‘Freeing’ the freedom of expression and Ahnaf Jazeem
By Nethmi Rajawasam
The date of 16 May marked a year since the Mannar-based Muslim poet Ahnaf Jazeem had been arrested by the Counter Terrorism and Investigation Division (TID) – on allegations which have remained unfounded to date – alleging the poet of spreading extremism with an anthology of poems of his own, called Navarasam (Nine Emotions); alongside teaching Islamist extremism at a Puttalam-based school where the poet had worked as a Tamil literature teacher.
A year has passed during which the poet has been in the custody of the TID – the TID who have not presented any corroborating evidence and has subsequently, allegedly been coercing and threatening both the poet and his father, into giving self-incriminating statements to support their bogus allegations upon which the TID carried out his arrest, and which to date, are used to justify his continued, arbitrary detention.
A hearing regarding the Fundamental Rights (FR) case filed on behalf of Ahnaf’s detention and safety, which was supposed to be taken up by the Supreme Court on 6 May was postponed, along with all other cases that were scheduled between 6 May and 14 May – owing to the rising number of Coronavirus cases recorded – which has resulted in no rescheduled date for the hearing being provided, as of yet.
On 16 May, a joint statement of 13 rights watch and freedom of speech advocacy groups was released by Amnesty International alongside PEN International, vehemently condemning the draconian procedure and ongoing “squalid conditions” in which the poet is being forced to live in.
The statement highlighted that the anthology, Navarasam, is in fact currently listed in the public library and further reinforced their sentiment by including statements of the poet’s legal representative, Sanjaya Wilson Jayasekera, in which he calls the arrest a directive to “entrench anti Muslim racism” and Tamil language Professor, Macbool Alimmohamed Nuhman’s, in which he notes that the anthology has, “…several poems against extremism, violence, and war.”
According to Attorney-at-Law Jayasekera, another affidavit has been given by Prof. Godwin Constantine in support of Ahnaf’s FR case, in which the Prof. has stated that he was, “unable to find a single provocative line, or a line which advocates violence or extremism”, and that “many poems in this collection condemn violence”, and that the anthology of poems “condemns violence carried out in the name of “Islam”.
The said joint statement of Amnesty International and the 12 other rights groups further highlights the ominous nature of the arrest, addressing the use of the Prevention of Terrorism (Temporary Provisions) Act (PTA) – under which Ahnaf was arrested – and its nebulous nature which legitimises individuals detained thereof, not being presented before a court for up to 18 months by the authorities, and, further, foregrounding the concern of the recorded history of the TID which uses, “torture and other forms of ill treatment to obtain forced confessions”.
The 13 rights watch and freedom of expression advocacy groups who signed the aforementioned joint statement included: PEN International, Amnesty International, the Sri Lanka Campaign for Peace and Justice, Journalists for Democracy in Sri Lanka, the International Working Group on Sri Lanka, the International Truth and Justice Project – Sri Lanka, the Centre for Justice and Accountability, the Australian Centre for International Justice, Article 19, Human Rights Watch, the International Movement Against All Forms of Discrimination and Racism, PEARL and Freemuse.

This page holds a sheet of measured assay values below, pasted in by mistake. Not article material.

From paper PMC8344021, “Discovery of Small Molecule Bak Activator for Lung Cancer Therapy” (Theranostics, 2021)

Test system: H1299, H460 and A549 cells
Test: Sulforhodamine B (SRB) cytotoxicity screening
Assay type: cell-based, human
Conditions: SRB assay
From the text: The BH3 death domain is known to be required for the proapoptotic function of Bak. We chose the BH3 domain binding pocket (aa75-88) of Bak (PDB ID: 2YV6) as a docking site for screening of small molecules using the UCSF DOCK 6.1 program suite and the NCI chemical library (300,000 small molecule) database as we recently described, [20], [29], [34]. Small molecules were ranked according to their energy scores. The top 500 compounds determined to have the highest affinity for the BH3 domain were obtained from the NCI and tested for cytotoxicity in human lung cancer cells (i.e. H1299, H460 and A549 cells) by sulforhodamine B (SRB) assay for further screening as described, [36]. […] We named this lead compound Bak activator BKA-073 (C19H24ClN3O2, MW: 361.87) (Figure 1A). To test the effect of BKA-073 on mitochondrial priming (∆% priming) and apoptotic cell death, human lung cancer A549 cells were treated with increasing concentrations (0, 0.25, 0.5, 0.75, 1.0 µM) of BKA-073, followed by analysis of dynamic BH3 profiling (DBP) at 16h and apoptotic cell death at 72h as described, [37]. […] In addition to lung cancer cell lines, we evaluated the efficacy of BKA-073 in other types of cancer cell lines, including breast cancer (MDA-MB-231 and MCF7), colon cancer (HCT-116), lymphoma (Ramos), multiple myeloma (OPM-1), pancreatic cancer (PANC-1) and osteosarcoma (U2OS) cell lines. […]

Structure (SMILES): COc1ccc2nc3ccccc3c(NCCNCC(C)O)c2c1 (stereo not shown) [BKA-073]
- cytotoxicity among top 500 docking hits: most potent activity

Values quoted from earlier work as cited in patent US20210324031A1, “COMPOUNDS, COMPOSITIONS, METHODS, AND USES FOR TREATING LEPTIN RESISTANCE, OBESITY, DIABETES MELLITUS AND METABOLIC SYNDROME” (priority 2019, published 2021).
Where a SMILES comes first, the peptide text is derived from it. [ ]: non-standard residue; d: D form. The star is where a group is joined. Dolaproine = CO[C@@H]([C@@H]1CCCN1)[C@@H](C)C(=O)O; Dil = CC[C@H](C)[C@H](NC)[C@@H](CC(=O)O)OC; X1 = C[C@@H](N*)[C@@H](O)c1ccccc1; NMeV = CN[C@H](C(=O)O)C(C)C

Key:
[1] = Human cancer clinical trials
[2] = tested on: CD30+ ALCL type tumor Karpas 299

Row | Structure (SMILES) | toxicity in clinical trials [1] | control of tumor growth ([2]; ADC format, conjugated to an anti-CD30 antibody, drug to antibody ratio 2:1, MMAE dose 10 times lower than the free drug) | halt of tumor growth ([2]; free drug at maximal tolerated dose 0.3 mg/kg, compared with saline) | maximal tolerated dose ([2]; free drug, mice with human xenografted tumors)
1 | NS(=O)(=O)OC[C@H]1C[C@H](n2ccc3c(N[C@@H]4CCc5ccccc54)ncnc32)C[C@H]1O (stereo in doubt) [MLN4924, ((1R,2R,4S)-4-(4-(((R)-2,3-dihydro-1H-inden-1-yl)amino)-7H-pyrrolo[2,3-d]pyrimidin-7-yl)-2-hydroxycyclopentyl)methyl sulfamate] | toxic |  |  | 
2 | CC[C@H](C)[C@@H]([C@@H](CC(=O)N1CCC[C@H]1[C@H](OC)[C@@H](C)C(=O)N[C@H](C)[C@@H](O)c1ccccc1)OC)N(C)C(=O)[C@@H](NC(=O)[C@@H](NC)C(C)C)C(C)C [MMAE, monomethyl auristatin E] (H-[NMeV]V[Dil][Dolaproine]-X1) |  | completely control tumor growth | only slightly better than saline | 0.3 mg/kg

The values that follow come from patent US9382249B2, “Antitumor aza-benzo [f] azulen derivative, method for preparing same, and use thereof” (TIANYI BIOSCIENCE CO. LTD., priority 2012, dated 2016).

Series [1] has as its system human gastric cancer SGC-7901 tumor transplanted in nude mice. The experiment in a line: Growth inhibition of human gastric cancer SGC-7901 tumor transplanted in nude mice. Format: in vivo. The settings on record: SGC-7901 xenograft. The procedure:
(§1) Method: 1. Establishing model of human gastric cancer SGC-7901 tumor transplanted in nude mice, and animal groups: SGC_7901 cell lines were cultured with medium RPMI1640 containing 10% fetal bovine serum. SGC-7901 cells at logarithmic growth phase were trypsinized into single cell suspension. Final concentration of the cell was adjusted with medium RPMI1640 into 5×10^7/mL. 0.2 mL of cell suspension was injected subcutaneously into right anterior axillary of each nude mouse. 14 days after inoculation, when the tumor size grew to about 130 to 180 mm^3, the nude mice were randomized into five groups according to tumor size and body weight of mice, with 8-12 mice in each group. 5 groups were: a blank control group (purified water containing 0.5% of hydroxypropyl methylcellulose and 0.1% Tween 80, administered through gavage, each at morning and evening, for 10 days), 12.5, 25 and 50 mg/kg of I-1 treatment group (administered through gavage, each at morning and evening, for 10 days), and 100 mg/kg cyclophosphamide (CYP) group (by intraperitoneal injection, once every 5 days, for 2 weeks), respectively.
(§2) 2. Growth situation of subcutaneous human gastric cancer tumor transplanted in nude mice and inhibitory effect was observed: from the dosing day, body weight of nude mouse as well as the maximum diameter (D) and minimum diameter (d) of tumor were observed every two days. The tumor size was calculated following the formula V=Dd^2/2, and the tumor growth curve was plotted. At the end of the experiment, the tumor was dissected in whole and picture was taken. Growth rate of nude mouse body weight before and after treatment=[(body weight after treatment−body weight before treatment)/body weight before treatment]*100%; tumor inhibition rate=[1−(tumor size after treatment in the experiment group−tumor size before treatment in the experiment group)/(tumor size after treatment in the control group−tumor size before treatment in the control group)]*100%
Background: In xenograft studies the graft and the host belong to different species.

In the meantime, separate campaigns were launched by the Sri Lanka Campaign and Amnesty International. The Sri Lanka Campaign, in its 14 May statement, called for the immediate release of the poet and the repeal of the PTA, and further referenced Amnesty International’s statement which called for the public to appeal to the Government, demanding the poet’s release.
It was further indicated in the statement that, “the arrest of Ahnaf comes amidst the background of increased marginalisation, discrimination and targeting of Sri Lanka’s Muslim community”.
A public petition launched on 15 May by the Action Committee for the Defence of the Freedom of Art and Expression (ACDAE) in defence of the poet, which demanded the poet’s immediate release, dropping of all criminal investigations and proceedings against him and the payment of compensation, had garnered over 450 signatures within a day of it being launched. The petition was addressed to the Secretary of Defence, the Inspector General of Police and the Attorney General.
The petition stated that the signatories, “understand that the poet Ahnaf is a victim of the Government’s racist campaign against the Muslim community in Sri Lanka, waged in an attempt to divide the working class on communal lines, suppress its struggles against the Government’s austerity and anti-democratic measures.” It was further mentioned in the statement that the signatories identify that, “poet Ahnaf is a political prisoner and that his unlawful detention is a blatant violation of the freedom of expression and of art of the poet, and of the masses in the country.”
(The writer is a freelance journalist)